Middle Row primary school is in the heart of north Kensington, but when you stand in its wildlife garden, carved out of the playground four years ago, it's easy to forget where you are. The pond is surrounded by willow and alder and the garden is hedged with hazel. There's a wildflower meadow, piles of logs harbour invertebrates, and plenty of seedheads for the birds to eat.
Other playgrounds have been transformed with raised beds, planted with Clematis, cherry trees, silver birch, rowan and maple, and huge clumps of pampas grasses.
A special garden has been created in memory of Sitara, a pupil who died in 1996. Her name in Bengali means star, so they have chosen Magnolia stellata, jasmine, Philadelphus and snowdrops.
Funding for the garden came from City Challenge and from parents' events, while the Holland Park Environmental Centre advised the school on planting and encouraged the use of native species.
The greatest advantage, says Katharine Hurford, headteacher and head gardener, is having the possibility of fieldwork right on your doorstep. Most of the pupils live in flats and 70 per cent of them have free school meals. "This is their world, " says Mrs Hurford. "We have to open it up and make it as exciting for them as possible."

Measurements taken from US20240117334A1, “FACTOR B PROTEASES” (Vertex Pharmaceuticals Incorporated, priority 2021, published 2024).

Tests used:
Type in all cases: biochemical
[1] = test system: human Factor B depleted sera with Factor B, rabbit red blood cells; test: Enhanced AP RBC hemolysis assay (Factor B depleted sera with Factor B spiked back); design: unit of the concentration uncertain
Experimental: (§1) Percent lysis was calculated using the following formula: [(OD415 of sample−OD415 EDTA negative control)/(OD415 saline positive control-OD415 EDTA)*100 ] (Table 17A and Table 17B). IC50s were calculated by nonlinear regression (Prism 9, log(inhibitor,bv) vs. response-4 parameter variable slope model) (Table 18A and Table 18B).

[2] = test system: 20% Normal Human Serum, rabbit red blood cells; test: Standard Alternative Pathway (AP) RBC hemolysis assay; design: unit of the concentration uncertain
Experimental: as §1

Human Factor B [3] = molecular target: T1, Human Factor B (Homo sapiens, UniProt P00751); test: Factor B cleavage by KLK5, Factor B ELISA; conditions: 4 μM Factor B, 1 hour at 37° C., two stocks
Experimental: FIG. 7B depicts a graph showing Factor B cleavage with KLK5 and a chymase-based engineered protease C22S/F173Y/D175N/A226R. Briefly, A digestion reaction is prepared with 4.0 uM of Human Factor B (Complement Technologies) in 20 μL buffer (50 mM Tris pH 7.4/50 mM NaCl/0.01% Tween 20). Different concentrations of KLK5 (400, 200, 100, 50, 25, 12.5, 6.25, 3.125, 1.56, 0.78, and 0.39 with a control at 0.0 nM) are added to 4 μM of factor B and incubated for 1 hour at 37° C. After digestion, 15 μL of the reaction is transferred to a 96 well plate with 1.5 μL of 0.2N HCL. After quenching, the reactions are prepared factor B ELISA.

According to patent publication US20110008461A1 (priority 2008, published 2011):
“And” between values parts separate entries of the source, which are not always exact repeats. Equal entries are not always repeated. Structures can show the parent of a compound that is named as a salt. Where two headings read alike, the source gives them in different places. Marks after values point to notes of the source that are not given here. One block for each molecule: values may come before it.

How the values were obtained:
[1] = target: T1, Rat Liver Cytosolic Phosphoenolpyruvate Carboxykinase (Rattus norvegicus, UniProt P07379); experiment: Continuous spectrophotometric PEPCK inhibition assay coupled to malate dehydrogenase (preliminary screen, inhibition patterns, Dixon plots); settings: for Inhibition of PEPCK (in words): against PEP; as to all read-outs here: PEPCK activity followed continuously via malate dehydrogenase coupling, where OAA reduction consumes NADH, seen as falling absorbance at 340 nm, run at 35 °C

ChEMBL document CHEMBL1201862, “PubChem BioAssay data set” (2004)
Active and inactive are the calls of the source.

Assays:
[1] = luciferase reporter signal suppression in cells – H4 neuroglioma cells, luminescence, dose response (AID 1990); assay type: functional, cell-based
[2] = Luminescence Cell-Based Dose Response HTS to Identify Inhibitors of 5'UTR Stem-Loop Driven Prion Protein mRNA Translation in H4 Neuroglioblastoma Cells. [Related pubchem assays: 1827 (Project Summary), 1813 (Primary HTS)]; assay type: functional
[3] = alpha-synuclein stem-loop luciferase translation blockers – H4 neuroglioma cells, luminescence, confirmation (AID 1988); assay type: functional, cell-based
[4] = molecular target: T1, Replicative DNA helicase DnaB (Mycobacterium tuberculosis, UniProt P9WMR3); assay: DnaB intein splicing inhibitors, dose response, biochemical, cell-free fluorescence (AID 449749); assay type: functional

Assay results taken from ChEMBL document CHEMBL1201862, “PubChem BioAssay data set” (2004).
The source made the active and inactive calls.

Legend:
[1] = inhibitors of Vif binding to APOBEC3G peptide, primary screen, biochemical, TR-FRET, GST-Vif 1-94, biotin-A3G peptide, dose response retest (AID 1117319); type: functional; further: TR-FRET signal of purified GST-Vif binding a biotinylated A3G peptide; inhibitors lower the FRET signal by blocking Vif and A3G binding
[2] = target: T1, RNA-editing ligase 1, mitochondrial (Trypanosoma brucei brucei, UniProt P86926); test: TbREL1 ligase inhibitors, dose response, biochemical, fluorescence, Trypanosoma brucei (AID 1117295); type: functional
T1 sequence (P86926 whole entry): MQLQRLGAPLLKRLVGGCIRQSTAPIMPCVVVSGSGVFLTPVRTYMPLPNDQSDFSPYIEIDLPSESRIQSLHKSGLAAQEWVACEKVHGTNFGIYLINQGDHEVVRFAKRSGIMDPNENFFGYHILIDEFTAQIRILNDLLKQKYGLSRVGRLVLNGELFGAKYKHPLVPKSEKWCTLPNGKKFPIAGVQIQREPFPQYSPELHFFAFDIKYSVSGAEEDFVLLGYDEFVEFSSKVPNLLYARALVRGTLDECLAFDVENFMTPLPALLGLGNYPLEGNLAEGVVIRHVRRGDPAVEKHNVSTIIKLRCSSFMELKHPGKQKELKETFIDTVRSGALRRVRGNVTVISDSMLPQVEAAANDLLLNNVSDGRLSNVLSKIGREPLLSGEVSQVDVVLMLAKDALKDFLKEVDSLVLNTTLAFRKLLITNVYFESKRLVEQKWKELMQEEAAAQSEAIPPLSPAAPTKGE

Vegetable-growing has proved a revelation to the pupils at Brookfield first school in Bradford, and to their families. They were more used to eating processed convenience foods but now they grow potatoes, Jerusalem artichokes, onions, cabbages, turnips and carrots, and they have discovered the pleasures of cooking and eating their own produce.
The hosepipe ban has reduced their yield, says the school's science co-ordinator, Christine Puchalka, but there's still enough for food technology lessons in September. Leftover produce is sold at harvest festival to raise money for next year's seed potatoes.
The project encourages a healthy diet and has beaten vandalism. "It's also a great leveller," says Mrs Puchalka. "There are no league tables in the garden, everybody mucks in together."